“How do you find the motivation?”; “Where do you get the energy?”; “How do you fit in all the adventures?” These are just a few of the questions I am asked – and fairly often. The answer is that sometimes it feels simple – and the motivation, energy and time are easy to find – but sometimes it all feels like one big slog of exhaustion and with no time for anything.
It is the same for most people to greater or lesser degrees, I imagine, and a new book, Find Time for Exercise: How to Challenge Yourself and Enjoy the Benefits of Regular Exercise by Mike Dales, addresses this topic and many associated factors in great depth.
Mike, a recreation and tourism consultant who lives near Bridge of Earn, in Perthshire, believes passionately in the need for us all to “find time for exercise”. He also has a wealth of ideas to inspire and motivate everyone to enjoy exercise.
Mike’s main theme – or suggestion – is that to be motivated and to stay motivated for exercise there needs to be some element of challenge.
He says: “Many people find motivation by entering a race or taking on an event. This creates a focus for being active through regular training.
“But if you do not have a race or event to aim for, a lack of purpose or structure can lead to inactivity due to reduced motivation.
“In the book, I suggest different ways to add a challenge element to exercise, even without a race goal. There are lots of different ways to challenge yourself, whether you are starting out with exercise or already someone who is active, and this is a main theme in the book.”
Putting a number on it
For Mike the challenge he presents himself with every day is to do an active journey of at least 5km, whether a run, walk or bike ride. Sometimes he does a lot more and sometimes he does exactly 5km.
When I spoke to him he had done this for 3147 consecutive days. That’s more than eight years.
He said: “It started with a 5k bike loop near my home – and I just kept going. Now I have done that loop more times than I can recall. It isn’t cycling only because I sometimes run, walk, canoe, kayak or ski the 5k or more daily active journey.
“I see 5k of exercise as a way to keep a base level of exercise. When I have done much more than 5k on a particular day, such as running a marathon for example, I will walk 5k the next day as a form of active recovery. So, I am always active for at least 5k daily.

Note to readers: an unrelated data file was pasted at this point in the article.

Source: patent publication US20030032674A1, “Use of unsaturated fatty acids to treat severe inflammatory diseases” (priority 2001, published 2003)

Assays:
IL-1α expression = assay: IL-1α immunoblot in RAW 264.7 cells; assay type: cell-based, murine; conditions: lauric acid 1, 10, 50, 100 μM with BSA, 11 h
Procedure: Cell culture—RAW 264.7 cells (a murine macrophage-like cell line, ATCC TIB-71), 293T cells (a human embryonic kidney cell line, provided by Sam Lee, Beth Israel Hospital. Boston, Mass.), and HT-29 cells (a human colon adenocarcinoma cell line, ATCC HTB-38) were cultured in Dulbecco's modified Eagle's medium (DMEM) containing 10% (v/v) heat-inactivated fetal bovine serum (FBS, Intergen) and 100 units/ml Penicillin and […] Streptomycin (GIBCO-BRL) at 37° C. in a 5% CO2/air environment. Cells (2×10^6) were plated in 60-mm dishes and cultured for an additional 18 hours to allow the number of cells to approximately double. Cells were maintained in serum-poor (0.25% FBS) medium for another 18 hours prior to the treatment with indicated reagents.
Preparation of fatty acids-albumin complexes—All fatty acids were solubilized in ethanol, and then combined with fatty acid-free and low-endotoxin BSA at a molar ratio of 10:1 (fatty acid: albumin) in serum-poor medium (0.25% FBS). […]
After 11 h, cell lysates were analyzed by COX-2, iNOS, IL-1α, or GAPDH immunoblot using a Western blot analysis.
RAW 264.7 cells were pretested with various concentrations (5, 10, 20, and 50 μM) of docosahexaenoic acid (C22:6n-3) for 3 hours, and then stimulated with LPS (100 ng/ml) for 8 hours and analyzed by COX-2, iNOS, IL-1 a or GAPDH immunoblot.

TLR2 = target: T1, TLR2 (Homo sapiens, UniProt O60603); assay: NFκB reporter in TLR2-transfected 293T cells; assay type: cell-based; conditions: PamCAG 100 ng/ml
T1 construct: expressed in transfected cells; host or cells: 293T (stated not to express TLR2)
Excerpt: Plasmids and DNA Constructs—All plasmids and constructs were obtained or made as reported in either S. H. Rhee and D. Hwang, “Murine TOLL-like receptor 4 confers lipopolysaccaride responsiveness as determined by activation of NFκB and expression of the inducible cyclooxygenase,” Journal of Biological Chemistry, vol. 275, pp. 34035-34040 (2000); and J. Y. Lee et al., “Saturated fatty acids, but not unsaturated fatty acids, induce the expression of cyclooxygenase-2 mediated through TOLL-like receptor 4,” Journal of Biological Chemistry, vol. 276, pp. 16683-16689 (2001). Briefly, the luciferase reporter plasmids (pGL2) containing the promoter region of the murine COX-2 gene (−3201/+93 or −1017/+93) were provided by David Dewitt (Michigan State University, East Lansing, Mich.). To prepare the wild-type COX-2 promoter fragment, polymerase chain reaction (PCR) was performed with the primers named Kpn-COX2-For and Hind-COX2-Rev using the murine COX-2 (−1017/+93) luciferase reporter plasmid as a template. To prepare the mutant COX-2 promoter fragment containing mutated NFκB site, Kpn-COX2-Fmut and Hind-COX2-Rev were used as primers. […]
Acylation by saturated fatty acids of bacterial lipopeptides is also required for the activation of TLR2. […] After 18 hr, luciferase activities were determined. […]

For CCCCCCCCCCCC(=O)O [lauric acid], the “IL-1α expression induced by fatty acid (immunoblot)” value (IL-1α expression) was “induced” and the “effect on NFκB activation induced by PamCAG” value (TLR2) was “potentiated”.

“This has become my main challenge and it works really well for me. Because I have put a number on it I have the motivation to stick to the challenge. Putting a number on it is not for everyone, but from my experience, I find it can be a great way to stay motivated.”
What’s in the book?
The book is really well laid out and very informative. Part 1 covers the impact of inactivity and health and well-being. This is well researched and provides lots of insightful facts. It also reveals the positive impacts of exercise.
Part 2 outlines Mike’s 5km challenge. He also has sub-challenges and targets. If you have heard of the Marcothon – the daily 5km challenge each December – you will be able to identify with the motivation that comes with committing to daily activity.
Part 3 reveals a number of case studies, with different reasons for taking on an exercise challenge, such as to lose weight, for improved physical or mental health and to be proactive and avoid those issues before they happen. There is also an interview with adventure cyclist Mark Beaumont in which he describes his daily exercise routine .
Part 4 offers more inspiring challenges. These include The Daily Mile, parkrun, active commuting and workplace activity.
Then comes part five, when the book challenges you to pick your own challenge.